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Final Fantasy XIII – Ending Thoughts

Don't listen to those other kids. You have your charm points FFXIII.

I’ve finally surmounted the obstacle of FFXIII and I suppose it’s time I weigh in in the debate. Going into this game I was already aware that this isn’t a traditional Final Fantasy game as the original FF team left after FFX and formed Mistwalker Studios (Blue Dragon, Lost Odyssey). I went into the game as just any other RPG with a much larger budget. There have been numerous reviews of the game already with both positive and mostly negative responses. I’m just going to break it down into the various elements.

Characters – I, for one, had no issue with the characters at all. I felt they were all just unique enough. They were interesting without being so crazily designed as to be completely unrelatable. Lightning was the shining beacon of the characters and it was really nice to see a strong female lead in a game that didn’t call out “I’m a woman look at me” the whole time. Lightning was instead a smart, strong, composed character with some flaws like being stubborn and reckless, and she also happened to be female. Kudos to Squeenix for letting her exist. The character that most people seemed to have a problem with was Hope because they felt he was overly whiny. The issue with this, though, is that this is only in the first segment of the game. Hope builds and develops as a character over the length of the story and it’s rare to see any character in a game develop past the personality they start out with. By the end of the game Hope is one of the first people ready to charge in and stand up for himself.

Story – Like most other people who played the game, I really only have a light grasp of what was actually going on in the story. Even the characters in the game seemed to have no idea where they were going or why they were doing what they were doing. The game did provide a handy little glossary that helped explain who was what and why they were at each juncture, but if your story needs cheat sheets to get people to understand what’s going on then there’s a problem.

Graphics – No one can complain about the graphics. The only complaint I normally would have is that they use in game graphics for almost every cutscene, but they made up for this by still giving us a decent number of FMV sequences. And boy were they beautiful. While the characters still look like CG, which i’m completely fine with, the lighting and colors were photo realistic if not more so.

Music – This was the first mainstream Final Fantasy to not have Nobou Uematsu involved, and instead was composed by his apprentice Masashi Hamauzu. This was due to the fact that Nobou was engaged in composing all the music for FFXIV. Masashi’s score worked wonders at first and his battle theme was magnificent, but after so much time in the game passes you find the music forgettable simply due to the fact that you don’t really revisit places that much to re-hear music enough. It all ends up with an almost ambient atmosphere about it.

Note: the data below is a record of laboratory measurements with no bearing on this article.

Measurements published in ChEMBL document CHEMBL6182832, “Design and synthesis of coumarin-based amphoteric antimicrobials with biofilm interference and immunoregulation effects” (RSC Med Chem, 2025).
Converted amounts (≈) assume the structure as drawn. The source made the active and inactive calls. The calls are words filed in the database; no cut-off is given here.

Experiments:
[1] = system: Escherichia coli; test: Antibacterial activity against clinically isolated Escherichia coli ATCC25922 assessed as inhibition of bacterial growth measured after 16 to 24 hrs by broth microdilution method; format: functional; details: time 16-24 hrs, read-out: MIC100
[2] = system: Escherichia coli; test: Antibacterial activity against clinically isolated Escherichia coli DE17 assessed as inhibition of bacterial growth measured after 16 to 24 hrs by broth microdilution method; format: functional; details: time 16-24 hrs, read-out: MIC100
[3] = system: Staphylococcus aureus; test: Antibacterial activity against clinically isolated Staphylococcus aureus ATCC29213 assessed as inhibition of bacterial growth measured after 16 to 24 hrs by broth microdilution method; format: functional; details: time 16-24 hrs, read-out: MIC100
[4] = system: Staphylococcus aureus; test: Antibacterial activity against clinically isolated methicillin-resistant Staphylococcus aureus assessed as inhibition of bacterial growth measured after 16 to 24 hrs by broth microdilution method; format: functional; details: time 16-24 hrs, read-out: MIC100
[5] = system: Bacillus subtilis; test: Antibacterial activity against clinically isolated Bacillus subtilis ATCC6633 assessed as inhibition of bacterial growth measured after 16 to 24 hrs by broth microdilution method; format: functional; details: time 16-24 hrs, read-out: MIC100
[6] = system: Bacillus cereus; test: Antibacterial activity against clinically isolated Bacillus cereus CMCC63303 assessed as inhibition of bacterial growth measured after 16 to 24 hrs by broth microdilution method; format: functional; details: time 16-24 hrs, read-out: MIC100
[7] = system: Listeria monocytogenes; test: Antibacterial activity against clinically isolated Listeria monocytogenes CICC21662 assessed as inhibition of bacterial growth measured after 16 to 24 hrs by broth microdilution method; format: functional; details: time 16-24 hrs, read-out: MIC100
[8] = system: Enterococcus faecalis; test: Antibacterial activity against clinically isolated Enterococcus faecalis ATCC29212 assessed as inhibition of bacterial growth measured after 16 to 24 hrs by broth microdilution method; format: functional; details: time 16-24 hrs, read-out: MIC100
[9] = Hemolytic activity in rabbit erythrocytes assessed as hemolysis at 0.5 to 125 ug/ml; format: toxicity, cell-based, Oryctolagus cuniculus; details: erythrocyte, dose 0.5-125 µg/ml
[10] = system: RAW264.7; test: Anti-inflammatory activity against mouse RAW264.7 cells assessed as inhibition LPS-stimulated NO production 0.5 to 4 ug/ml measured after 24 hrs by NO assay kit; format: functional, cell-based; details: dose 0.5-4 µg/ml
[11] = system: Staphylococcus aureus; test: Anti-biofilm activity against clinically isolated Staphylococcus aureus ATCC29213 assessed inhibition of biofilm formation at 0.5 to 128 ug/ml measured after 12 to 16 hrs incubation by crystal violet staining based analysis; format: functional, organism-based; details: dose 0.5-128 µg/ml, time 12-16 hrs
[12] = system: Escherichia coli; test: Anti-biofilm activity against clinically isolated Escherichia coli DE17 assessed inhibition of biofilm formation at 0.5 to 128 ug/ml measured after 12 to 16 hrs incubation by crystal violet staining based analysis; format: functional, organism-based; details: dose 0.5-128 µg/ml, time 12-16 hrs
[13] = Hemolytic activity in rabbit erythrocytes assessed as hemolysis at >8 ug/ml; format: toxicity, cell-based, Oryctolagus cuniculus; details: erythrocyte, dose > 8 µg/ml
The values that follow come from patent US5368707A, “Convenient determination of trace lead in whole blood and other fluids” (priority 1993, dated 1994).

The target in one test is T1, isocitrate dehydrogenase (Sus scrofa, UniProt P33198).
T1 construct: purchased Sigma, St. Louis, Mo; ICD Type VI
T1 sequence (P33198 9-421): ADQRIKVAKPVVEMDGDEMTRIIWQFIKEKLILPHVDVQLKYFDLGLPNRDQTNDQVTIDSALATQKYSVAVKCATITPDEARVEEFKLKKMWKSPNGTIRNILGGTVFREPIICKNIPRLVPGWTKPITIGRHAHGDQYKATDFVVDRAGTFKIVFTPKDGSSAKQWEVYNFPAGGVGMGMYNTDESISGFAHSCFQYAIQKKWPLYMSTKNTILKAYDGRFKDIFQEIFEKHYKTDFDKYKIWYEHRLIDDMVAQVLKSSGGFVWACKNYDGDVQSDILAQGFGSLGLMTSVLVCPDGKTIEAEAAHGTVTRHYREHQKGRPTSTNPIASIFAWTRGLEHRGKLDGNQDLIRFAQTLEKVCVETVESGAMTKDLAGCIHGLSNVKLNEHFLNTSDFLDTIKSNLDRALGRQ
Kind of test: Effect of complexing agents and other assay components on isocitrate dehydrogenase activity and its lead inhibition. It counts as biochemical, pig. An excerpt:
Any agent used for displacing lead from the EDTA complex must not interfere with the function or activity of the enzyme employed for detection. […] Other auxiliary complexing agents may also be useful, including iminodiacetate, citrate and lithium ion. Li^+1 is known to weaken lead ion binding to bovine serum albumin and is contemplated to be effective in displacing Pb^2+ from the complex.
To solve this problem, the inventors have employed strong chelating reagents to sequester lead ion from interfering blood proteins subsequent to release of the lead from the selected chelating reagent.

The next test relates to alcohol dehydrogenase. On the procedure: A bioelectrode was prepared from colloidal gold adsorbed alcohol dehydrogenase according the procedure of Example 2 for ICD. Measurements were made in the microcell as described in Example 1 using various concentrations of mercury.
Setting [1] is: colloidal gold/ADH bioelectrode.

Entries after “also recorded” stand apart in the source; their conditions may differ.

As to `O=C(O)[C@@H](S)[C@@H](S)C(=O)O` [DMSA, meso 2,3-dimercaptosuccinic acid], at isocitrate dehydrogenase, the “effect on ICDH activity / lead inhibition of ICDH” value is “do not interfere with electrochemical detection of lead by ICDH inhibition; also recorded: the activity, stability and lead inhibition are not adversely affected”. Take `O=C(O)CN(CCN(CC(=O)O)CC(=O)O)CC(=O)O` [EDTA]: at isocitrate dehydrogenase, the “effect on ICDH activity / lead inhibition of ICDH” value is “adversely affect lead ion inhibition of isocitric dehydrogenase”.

Gameplay – Here’s the bread and butter of what went right and what went wrong with FFXIII. There are classes of sorts in the game and they work accordingly. You have the magic damage, physical damage, tank, buffer, and debuffer. Part of the problem in the game is that you don’t get access to all of these jobs in your party until late in the game. There is a job change system during battle, but you can’t adjust it individually. Instead you have to set up a series of “Paradigms” that are a collection of jobs for the whole party like Caster/Tank/Medic and so on. This proves to be annoying and troublesome because you can only have 6 or 7 of them at a time and you often use all of them. Then you have to re-do them between fights because they don’t work for each fight.
The game is also incredibly difficult at times, but it seems more that it’s done just for the sake of being difficult. This ends up making each fight time consuming and annoying as you have to constantly switch paradigms to heal between attacks and then switch back just for a chance to do any damage. Another issue with difficulty for difficulty’s sake are boss fights that run on timers, mobs that constantly stun/juggle you, and an end boss encounter that casts death randomly. The last part wouldn’t be an issue as much except for the fact that if your player character dies the game is over. The other party members can be revived, but not your character. This is just a terrible practice. Because of the automated system that the game presents, this necessity of job changes and waiting for your partners to perform the right maneuvers proves to become more of an annoyance than anything.